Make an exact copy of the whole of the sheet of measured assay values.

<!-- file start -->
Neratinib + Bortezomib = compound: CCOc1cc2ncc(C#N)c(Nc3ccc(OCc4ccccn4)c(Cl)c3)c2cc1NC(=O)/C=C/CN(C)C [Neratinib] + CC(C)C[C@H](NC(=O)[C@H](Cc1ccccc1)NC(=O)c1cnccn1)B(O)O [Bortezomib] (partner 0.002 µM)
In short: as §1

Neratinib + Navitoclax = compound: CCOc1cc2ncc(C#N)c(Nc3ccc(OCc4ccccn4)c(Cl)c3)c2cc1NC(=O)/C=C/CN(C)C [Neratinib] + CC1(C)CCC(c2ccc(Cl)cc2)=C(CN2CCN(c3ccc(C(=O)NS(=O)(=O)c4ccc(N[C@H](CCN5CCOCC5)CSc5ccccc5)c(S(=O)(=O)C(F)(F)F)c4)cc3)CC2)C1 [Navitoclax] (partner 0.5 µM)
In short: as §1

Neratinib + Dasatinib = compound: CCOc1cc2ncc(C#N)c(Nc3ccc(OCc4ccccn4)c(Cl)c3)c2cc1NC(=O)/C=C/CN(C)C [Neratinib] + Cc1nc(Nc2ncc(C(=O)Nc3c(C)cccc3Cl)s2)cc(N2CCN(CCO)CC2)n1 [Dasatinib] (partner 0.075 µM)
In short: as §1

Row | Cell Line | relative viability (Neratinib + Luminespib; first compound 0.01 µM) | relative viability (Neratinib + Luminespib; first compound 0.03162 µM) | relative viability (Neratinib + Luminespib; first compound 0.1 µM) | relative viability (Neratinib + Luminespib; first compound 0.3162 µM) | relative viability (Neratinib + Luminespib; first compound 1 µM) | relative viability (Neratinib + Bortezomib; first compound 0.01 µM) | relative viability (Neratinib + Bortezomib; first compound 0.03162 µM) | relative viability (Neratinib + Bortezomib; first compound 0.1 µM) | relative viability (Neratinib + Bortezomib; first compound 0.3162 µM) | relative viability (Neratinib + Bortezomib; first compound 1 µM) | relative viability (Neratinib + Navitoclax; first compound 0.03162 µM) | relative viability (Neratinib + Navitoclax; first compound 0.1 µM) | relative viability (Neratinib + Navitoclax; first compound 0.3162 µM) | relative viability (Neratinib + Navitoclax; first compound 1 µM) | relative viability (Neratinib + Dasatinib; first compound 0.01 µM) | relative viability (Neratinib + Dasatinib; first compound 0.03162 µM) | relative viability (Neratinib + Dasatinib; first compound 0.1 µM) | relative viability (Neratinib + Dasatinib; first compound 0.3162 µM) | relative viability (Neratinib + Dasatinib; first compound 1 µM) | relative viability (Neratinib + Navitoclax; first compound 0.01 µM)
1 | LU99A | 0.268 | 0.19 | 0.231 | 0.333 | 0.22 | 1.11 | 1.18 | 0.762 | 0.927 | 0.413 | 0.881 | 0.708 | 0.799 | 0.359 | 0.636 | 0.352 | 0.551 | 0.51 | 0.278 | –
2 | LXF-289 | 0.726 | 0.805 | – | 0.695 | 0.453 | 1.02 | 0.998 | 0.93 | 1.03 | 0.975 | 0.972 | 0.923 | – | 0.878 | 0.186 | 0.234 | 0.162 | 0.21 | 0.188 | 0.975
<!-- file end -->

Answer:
Neratinib + Bortezomib = compound: CCOc1cc2ncc(C#N)c(Nc3ccc(OCc4ccccn4)c(Cl)c3)c2cc1NC(=O)/C=C/CN(C)C [Neratinib] + CC(C)C[C@H](NC(=O)[C@H](Cc1ccccc1)NC(=O)c1cnccn1)B(O)O [Bortezomib] (partner 0.002 µM)
In short: as §1

Neratinib + Navitoclax = compound: CCOc1cc2ncc(C#N)c(Nc3ccc(OCc4ccccn4)c(Cl)c3)c2cc1NC(=O)/C=C/CN(C)C [Neratinib] + CC1(C)CCC(c2ccc(Cl)cc2)=C(CN2CCN(c3ccc(C(=O)NS(=O)(=O)c4ccc(N[C@H](CCN5CCOCC5)CSc5ccccc5)c(S(=O)(=O)C(F)(F)F)c4)cc3)CC2)C1 [Navitoclax] (partner 0.5 µM)
In short: as §1

Neratinib + Dasatinib = compound: CCOc1cc2ncc(C#N)c(Nc3ccc(OCc4ccccn4)c(Cl)c3)c2cc1NC(=O)/C=C/CN(C)C [Neratinib] + Cc1nc(Nc2ncc(C(=O)Nc3c(C)cccc3Cl)s2)cc(N2CCN(CCO)CC2)n1 [Dasatinib] (partner 0.075 µM)
In short: as §1

Row | Cell Line | relative viability (Neratinib + Luminespib; first compound 0.01 µM) | relative viability (Neratinib + Luminespib; first compound 0.03162 µM) | relative viability (Neratinib + Luminespib; first compound 0.1 µM) | relative viability (Neratinib + Luminespib; first compound 0.3162 µM) | relative viability (Neratinib + Luminespib; first compound 1 µM) | relative viability (Neratinib + Bortezomib; first compound 0.01 µM) | relative viability (Neratinib + Bortezomib; first compound 0.03162 µM) | relative viability (Neratinib + Bortezomib; first compound 0.1 µM) | relative viability (Neratinib + Bortezomib; first compound 0.3162 µM) | relative viability (Neratinib + Bortezomib; first compound 1 µM) | relative viability (Neratinib + Navitoclax; first compound 0.03162 µM) | relative viability (Neratinib + Navitoclax; first compound 0.1 µM) | relative viability (Neratinib + Navitoclax; first compound 0.3162 µM) | relative viability (Neratinib + Navitoclax; first compound 1 µM) | relative viability (Neratinib + Dasatinib; first compound 0.01 µM) | relative viability (Neratinib + Dasatinib; first compound 0.03162 µM) | relative viability (Neratinib + Dasatinib; first compound 0.1 µM) | relative viability (Neratinib + Dasatinib; first compound 0.3162 µM) | relative viability (Neratinib + Dasatinib; first compound 1 µM) | relative viability (Neratinib + Navitoclax; first compound 0.01 µM)
1 | LU99A | 0.268 | 0.19 | 0.231 | 0.333 | 0.22 | 1.11 | 1.18 | 0.762 | 0.927 | 0.413 | 0.881 | 0.708 | 0.799 | 0.359 | 0.636 | 0.352 | 0.551 | 0.51 | 0.278 | –
2 | LXF-289 | 0.726 | 0.805 | – | 0.695 | 0.453 | 1.02 | 0.998 | 0.93 | 1.03 | 0.975 | 0.972 | 0.923 | – | 0.878 | 0.186 | 0.234 | 0.162 | 0.21 | 0.188 | 0.975